We will continue with the 3 puzzles each month. That should be ample material for novices or seasoned veterans. I hope you enjoy this change.
We start with a Sudoku puzzle in progress, where it appears there are no more obvious or not-so-obvious clues. Can you find the hidden clue in Puzzle #107? Warning … this is not an easy clue to find!
(The answer follows after the conclusion of Puzzle #109, the feature puzzle for May)
Logic Puzzle. Difficult rating … 6/10
Puzzle #108 does not require advanced techniques 6-8. You are on your own. Please enjoy.
Feature Puzzle. Difficult rating … 6/10
Print this puzzle and give it a go.
Dan recommends the following Steps to complete the puzzle.
Step 1: Sudoku Pairs, Triplets and Quads – See September 2015
Step 2: Turbos & Interaction – See October 2015
Step 3: Sudoku Gordonian Rectangles and Polygons – See November 2015
Step 4: XY-Wings & XYZ Wings – See December 2015
Step 5: X-Wings – See January 2016
Step 6: DAN’S YES/NO CHALLENGE
Step 7: DAN’S CLOSE RELATIONSHIP CHALLENGE
Step 8: AN EXPANSION OF STEP 7Steps 1-5 are relatively common techniques and are explained in the TI LIFE articles above. Steps 6-8 are covered in detail, in Dan’s book.
Prior to utilizing Steps 1-8, complete the 5 Steps of Puzzle Preparation …
- FILL IN DATA FROM OBSERVATIONS
- FILL IN OBVIOUS ANSWERS
- FILL IN NOT-SO-OBVIOUS ANSWERS
- MARK UNSOLVED CELLS WITH OPTIONS THAT CANNOT EXIST IN THOSE CELLS
- FILL IN THE OPTIONS FOR THE UNSOLVED CELLS
You should be able to solve this puzzle to point of Example #109.1 below without the use of advanced techniques:
At this point there might exist some missed clues. Regardless, this is the perfect fit for a Step 7 exercise. We have plenty of unsolved cells with two-digit options to choose for our starter cell.
We will now proceed to Step 7, Dan’s Close Relationship Challenge. We will pick C9R7 as our starter cell, with a sequence of 9,2. We will annotate this on the 2nd level of this cell, as per Ex-ample #109.2 below.
We begin by asking ourselves that if this starter cell is a 9, what adjacent cells could not be a 9, annotating those cells as “N9”, again on the 2nd level of those cells. This just simply means that if the starter cell is a 9, then those cells cannot be a 9.
Next, we assume the starter cell is a 2 and track the results through the puzzle. If any N9 cell is a number other than 9, it means that cell is not a 9 regardless if the starter cell is a 9 or 2, and the 9 could be eliminated as an option from that cell.
Before we perform this exercise, we will list the potential outcomes . . .
• The tracking of the second number of the starter cell doesn’t reach the N9 cells, and there-fore, the exercise is unsuccessful.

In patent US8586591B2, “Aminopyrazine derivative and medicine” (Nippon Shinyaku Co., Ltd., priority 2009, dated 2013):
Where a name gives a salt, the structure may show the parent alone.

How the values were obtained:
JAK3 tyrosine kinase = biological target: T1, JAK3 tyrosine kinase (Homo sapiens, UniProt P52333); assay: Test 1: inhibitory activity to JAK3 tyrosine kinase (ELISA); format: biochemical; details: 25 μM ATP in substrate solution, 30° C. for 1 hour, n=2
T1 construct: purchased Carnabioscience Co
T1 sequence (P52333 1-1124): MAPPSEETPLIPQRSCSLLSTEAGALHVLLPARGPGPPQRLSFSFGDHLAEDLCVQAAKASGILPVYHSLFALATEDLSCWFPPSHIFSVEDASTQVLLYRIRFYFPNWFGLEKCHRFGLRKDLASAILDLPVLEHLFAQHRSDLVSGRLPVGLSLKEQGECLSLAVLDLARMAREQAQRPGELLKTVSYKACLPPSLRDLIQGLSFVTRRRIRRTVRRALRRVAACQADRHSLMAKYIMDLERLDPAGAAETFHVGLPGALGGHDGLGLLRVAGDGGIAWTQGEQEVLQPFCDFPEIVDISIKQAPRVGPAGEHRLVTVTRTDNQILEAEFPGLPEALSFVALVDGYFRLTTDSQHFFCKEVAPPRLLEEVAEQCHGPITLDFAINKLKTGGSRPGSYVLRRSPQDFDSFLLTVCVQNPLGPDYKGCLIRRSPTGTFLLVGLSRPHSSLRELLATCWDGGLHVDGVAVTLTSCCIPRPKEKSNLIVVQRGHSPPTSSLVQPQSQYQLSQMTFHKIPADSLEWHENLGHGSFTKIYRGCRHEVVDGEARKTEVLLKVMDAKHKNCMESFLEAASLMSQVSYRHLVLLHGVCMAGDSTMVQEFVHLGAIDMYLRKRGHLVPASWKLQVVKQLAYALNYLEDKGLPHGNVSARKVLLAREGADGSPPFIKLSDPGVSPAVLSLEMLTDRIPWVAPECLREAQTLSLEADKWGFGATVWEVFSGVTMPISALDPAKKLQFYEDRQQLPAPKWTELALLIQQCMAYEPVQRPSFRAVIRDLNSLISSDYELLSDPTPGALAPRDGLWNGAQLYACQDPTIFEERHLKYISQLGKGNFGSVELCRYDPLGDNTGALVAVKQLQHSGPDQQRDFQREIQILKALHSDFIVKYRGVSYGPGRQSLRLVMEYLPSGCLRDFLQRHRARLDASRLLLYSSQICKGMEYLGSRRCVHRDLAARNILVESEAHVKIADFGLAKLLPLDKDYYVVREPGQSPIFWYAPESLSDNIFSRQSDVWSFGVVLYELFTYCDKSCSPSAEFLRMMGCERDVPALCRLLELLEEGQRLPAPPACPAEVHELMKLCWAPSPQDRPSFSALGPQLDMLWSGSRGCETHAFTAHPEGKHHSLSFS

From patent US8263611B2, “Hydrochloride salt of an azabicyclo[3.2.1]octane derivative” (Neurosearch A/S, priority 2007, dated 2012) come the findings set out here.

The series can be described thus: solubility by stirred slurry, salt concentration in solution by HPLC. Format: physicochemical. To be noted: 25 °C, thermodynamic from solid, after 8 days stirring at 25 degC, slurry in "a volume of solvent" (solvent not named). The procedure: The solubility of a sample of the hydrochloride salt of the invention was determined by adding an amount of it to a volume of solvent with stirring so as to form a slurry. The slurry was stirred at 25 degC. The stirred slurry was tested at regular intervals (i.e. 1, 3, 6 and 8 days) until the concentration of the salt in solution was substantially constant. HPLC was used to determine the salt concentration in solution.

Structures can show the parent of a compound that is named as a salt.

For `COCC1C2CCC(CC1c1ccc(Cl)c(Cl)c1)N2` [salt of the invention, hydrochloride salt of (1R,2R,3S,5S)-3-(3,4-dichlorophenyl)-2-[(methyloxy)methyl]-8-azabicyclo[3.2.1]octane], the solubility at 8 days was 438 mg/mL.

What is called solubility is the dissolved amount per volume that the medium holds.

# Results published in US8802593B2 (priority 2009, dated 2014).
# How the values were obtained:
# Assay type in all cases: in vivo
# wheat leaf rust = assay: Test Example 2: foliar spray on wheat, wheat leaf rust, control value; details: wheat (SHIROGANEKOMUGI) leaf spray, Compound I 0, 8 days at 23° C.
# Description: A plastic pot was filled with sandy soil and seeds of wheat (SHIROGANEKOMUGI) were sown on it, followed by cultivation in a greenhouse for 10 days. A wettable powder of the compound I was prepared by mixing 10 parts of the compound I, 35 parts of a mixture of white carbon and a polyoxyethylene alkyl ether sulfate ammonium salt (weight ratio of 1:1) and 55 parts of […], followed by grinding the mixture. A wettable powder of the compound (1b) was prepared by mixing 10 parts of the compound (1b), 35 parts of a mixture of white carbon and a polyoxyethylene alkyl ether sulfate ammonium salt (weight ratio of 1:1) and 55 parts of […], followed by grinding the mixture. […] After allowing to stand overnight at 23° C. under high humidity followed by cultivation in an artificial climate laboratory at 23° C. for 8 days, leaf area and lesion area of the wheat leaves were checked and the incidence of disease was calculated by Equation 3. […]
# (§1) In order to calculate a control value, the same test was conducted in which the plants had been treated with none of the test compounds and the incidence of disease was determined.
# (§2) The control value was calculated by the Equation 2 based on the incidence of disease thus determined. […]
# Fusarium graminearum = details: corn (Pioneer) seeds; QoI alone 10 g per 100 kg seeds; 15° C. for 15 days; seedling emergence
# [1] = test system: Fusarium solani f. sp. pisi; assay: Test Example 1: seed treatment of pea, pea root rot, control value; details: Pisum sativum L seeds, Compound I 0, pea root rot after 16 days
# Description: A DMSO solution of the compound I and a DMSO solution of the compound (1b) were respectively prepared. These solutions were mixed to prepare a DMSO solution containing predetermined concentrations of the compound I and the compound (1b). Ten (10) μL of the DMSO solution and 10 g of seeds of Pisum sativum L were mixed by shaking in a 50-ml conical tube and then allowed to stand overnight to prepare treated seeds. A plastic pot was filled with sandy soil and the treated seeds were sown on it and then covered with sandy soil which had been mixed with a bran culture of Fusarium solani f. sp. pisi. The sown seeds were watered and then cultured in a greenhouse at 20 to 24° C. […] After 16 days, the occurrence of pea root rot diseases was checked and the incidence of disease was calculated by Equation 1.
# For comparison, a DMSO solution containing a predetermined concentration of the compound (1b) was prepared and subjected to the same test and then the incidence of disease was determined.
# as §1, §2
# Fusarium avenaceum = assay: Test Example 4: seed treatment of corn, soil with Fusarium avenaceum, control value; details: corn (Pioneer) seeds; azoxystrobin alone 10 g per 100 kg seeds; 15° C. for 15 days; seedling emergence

• The tracking of the second number goes entirely through the puzzle without a conflict, indicating that the 2nd number is correct for the starter cell and you have solved the puzzle.
• The tracking of the second number creates a conflict, such as a number showing up twice in a row, column or box. Or it could show up by having no cell for a particular number in a row, column or box. Regardless of how the conflict arises, it would mean the second number is incorrect for that cell, and therefore, the answer to the starter cell is the first number.
We will now track the 2 through the puzzle above on the third level of the unsolved cells to pre-serve the integrity of the original puzzle. If C9R7=2, then C2R7=3, C6R7=9, C6R4=2 & C2R4=3. We already spot a conflict in column 2. We cannot have two 3’s in a column. This indicates that the starter cell, C9R7, cannot be a 2 and is therefore, a 9.
The puzzle is easily solved from this point and the solution is Example #109.3 below:
May the gentle winds of Sudoku be at your back.
By Dan LeKander
Clue for Puzzle #107 … did you find the clue? If not, read on.
Take a look at row 2. What do you see?
We see that C1R2 cannot be a 7. It therefore follows that a 7 must be an answer in C7R2, C8R2 or C9R2. Given this fact, C7R1, C8R1 & C9R1 cannot have a 7 as an option. This leaves C2R1 as the only unsolved cell in row 1 that can be a 7. C2R1=7. Then C3R3=1 and so on.
Editor's Note: May 2022 - into the 100s
Somehow designing Puzzles #107 - #109 on paper is a wonderful feat on its own - giving it to our readers to solve is a great pleasure. Each month I write:
"When we published the final article in Dan's Series of steps to learn the logic of Sudoku, I never in a zillion years thought that Dan would so graciously offer to do one or two puzzles for us each month - and he has done so without my asking."
Then his wife, Peggy, does the proof reading and I only have to post in on TI Life. We would love to know how many you have solved. (Some, darn it, have stumped me, but I look forward to them each month.)
And, if you have not already done so, I suggest you purchase Dan’s book: